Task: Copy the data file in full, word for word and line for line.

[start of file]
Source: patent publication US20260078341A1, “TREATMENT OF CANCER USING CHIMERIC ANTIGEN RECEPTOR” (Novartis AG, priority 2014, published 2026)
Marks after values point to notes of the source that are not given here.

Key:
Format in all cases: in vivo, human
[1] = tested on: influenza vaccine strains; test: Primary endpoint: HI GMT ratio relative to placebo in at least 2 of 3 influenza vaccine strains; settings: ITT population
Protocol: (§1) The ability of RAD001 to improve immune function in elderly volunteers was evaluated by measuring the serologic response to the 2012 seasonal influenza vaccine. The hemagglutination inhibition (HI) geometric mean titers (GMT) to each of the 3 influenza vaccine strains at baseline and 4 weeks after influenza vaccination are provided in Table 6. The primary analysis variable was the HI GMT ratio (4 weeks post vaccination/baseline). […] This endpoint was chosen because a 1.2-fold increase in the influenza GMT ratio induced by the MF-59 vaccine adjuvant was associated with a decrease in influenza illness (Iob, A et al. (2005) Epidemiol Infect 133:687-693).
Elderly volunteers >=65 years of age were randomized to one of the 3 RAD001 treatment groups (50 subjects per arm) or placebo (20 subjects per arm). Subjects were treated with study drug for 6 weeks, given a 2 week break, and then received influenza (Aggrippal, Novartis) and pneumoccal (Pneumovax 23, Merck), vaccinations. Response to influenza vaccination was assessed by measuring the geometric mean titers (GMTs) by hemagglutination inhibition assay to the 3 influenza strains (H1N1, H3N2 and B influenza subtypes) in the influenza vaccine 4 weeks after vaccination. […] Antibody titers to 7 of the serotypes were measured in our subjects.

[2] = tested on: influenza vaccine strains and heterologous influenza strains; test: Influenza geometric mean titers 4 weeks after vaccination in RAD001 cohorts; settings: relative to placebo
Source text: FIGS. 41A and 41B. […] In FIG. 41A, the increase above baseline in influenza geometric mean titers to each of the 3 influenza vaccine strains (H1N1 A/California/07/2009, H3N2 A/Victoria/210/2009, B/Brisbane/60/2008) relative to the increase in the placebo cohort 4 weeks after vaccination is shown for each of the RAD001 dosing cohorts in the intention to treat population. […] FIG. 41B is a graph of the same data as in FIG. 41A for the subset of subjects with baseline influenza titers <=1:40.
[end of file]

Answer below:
Source: patent publication US20260078341A1, “TREATMENT OF CANCER USING CHIMERIC ANTIGEN RECEPTOR” (Novartis AG, priority 2014, published 2026)
Marks after values point to notes of the source that are not given here.

Key:
Format in all cases: in vivo, human
[1] = tested on: influenza vaccine strains; test: Primary endpoint: HI GMT ratio relative to placebo in at least 2 of 3 influenza vaccine strains; settings: ITT population
Protocol: (§1) The ability of RAD001 to improve immune function in elderly volunteers was evaluated by measuring the serologic response to the 2012 seasonal influenza vaccine. The hemagglutination inhibition (HI) geometric mean titers (GMT) to each of the 3 influenza vaccine strains at baseline and 4 weeks after influenza vaccination are provided in Table 6. The primary analysis variable was the HI GMT ratio (4 weeks post vaccination/baseline). […] This endpoint was chosen because a 1.2-fold increase in the influenza GMT ratio induced by the MF-59 vaccine adjuvant was associated with a decrease in influenza illness (Iob, A et al. (2005) Epidemiol Infect 133:687-693).
Elderly volunteers >=65 years of age were randomized to one of the 3 RAD001 treatment groups (50 subjects per arm) or placebo (20 subjects per arm). Subjects were treated with study drug for 6 weeks, given a 2 week break, and then received influenza (Aggrippal, Novartis) and pneumoccal (Pneumovax 23, Merck), vaccinations. Response to influenza vaccination was assessed by measuring the geometric mean titers (GMTs) by hemagglutination inhibition assay to the 3 influenza strains (H1N1, H3N2 and B influenza subtypes) in the influenza vaccine 4 weeks after vaccination. […] Antibody titers to 7 of the serotypes were measured in our subjects.

[2] = tested on: influenza vaccine strains and heterologous influenza strains; test: Influenza geometric mean titers 4 weeks after vaccination in RAD001 cohorts; settings: relative to placebo
Source text: FIGS. 41A and 41B. […] In FIG. 41A, the increase above baseline in influenza geometric mean titers to each of the 3 influenza vaccine strains (H1N1 A/California/07/2009, H3N2 A/Victoria/210/2009, B/Brisbane/60/2008) relative to the increase in the placebo cohort 4 weeks after vaccination is shown for each of the RAD001 dosing cohorts in the intention to treat population. […] FIG. 41B is a graph of the same data as in FIG. 41A for the subset of subjects with baseline influenza titers <=1:40.